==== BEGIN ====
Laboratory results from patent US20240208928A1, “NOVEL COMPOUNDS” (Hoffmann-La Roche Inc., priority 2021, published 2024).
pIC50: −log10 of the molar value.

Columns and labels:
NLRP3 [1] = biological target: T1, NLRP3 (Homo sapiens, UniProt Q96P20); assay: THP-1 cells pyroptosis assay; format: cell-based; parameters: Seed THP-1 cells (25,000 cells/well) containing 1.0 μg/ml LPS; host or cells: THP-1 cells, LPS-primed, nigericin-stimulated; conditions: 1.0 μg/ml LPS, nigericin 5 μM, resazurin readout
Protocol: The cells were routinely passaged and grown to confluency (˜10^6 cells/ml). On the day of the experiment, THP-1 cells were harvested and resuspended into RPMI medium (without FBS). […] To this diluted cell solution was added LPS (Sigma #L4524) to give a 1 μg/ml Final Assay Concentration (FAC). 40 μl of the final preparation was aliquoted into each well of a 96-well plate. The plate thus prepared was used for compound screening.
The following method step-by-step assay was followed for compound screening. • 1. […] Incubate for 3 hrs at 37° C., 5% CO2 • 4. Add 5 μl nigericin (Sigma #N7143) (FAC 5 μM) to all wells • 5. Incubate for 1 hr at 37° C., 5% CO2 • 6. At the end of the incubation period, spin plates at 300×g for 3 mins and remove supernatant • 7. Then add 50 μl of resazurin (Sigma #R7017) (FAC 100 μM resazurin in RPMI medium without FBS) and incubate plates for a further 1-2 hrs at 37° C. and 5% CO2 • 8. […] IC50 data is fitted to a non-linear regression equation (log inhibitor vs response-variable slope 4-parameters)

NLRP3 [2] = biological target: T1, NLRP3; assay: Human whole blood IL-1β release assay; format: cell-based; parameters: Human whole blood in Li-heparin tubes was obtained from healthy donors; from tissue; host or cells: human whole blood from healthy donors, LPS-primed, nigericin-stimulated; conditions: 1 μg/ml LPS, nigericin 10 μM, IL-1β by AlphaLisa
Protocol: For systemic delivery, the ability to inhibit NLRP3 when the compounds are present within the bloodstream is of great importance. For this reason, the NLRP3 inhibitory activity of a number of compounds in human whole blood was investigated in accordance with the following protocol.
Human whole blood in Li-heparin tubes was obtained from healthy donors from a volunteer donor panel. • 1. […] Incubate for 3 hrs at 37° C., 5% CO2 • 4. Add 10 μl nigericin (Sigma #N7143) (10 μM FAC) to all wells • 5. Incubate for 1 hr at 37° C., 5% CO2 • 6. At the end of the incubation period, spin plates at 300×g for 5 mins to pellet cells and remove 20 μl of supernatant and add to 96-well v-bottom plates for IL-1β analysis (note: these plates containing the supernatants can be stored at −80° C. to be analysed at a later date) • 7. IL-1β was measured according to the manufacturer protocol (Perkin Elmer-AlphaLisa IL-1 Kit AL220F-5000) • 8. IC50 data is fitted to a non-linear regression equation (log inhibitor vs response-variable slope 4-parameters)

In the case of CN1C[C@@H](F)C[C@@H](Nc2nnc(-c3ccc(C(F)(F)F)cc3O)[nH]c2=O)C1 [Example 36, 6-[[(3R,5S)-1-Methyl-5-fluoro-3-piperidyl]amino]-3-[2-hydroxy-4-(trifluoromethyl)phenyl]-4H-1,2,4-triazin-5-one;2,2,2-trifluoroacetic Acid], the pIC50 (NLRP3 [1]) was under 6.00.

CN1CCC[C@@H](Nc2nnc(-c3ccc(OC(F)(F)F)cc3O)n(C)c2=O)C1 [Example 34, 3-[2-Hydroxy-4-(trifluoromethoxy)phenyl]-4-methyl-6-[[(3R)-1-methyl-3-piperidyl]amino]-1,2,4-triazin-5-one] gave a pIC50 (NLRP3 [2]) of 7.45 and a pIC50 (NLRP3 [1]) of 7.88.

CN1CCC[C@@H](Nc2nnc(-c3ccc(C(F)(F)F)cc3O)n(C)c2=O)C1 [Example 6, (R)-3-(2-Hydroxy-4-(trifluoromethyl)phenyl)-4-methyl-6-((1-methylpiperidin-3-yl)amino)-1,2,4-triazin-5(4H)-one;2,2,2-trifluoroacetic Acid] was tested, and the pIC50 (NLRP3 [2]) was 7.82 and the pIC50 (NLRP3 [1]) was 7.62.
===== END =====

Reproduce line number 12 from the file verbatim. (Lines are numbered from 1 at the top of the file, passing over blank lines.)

CN1CCC[C@@H](Nc2nnc(-c3ccc(C(F)(F)F)cc3O)n(C)c2=O)C1 [Example 6, (R)-3-(2-Hydroxy-4-(trifluoromethyl)phenyl)-4-methyl-6-((1-methylpiperidin-3-yl)amino)-1,2,4-triazin-5(4H)-one;2,2,2-trifluoroacetic Acid] was tested, and the pIC50 (NLRP3 [2]) was 7.82 and the pIC50 (NLRP3 [1]) was 7.62.